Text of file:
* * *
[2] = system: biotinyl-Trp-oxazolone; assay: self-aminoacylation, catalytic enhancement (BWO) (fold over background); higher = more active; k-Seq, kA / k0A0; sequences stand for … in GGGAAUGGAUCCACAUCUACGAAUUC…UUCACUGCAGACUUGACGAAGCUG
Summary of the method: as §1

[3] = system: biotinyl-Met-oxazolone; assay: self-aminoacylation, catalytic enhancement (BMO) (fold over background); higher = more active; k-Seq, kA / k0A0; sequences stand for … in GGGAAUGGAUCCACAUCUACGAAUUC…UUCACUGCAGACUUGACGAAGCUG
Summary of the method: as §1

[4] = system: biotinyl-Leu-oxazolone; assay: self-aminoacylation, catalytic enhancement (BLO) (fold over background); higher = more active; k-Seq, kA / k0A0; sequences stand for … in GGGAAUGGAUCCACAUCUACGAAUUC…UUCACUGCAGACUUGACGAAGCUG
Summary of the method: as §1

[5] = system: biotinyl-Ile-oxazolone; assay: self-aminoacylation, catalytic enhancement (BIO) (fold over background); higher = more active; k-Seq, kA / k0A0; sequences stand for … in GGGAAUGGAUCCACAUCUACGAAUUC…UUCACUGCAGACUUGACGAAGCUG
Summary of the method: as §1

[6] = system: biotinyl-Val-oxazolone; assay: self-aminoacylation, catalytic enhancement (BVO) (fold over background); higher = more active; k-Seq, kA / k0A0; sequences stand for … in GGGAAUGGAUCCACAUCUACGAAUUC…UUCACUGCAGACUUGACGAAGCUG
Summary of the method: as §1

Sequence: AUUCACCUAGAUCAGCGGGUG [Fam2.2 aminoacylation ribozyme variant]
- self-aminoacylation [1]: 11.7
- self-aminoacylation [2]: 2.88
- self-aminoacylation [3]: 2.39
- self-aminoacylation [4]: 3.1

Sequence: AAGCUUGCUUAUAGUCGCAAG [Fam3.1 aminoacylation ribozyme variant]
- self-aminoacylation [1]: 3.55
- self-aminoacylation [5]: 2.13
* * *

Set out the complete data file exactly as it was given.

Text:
[2] = system: biotinyl-Trp-oxazolone; assay: self-aminoacylation, catalytic enhancement (BWO) (fold over background); higher = more active; k-Seq, kA / k0A0; sequences stand for … in GGGAAUGGAUCCACAUCUACGAAUUC…UUCACUGCAGACUUGACGAAGCUG
Summary of the method: as §1

[3] = system: biotinyl-Met-oxazolone; assay: self-aminoacylation, catalytic enhancement (BMO) (fold over background); higher = more active; k-Seq, kA / k0A0; sequences stand for … in GGGAAUGGAUCCACAUCUACGAAUUC…UUCACUGCAGACUUGACGAAGCUG
Summary of the method: as §1

[4] = system: biotinyl-Leu-oxazolone; assay: self-aminoacylation, catalytic enhancement (BLO) (fold over background); higher = more active; k-Seq, kA / k0A0; sequences stand for … in GGGAAUGGAUCCACAUCUACGAAUUC…UUCACUGCAGACUUGACGAAGCUG
Summary of the method: as §1

[5] = system: biotinyl-Ile-oxazolone; assay: self-aminoacylation, catalytic enhancement (BIO) (fold over background); higher = more active; k-Seq, kA / k0A0; sequences stand for … in GGGAAUGGAUCCACAUCUACGAAUUC…UUCACUGCAGACUUGACGAAGCUG
Summary of the method: as §1

[6] = system: biotinyl-Val-oxazolone; assay: self-aminoacylation, catalytic enhancement (BVO) (fold over background); higher = more active; k-Seq, kA / k0A0; sequences stand for … in GGGAAUGGAUCCACAUCUACGAAUUC…UUCACUGCAGACUUGACGAAGCUG
Summary of the method: as §1

Sequence: AUUCACCUAGAUCAGCGGGUG [Fam2.2 aminoacylation ribozyme variant]
- self-aminoacylation [1]: 11.7
- self-aminoacylation [2]: 2.88
- self-aminoacylation [3]: 2.39
- self-aminoacylation [4]: 3.1

Sequence: AAGCUUGCUUAUAGUCGCAAG [Fam3.1 aminoacylation ribozyme variant]
- self-aminoacylation [1]: 3.55
- self-aminoacylation [5]: 2.13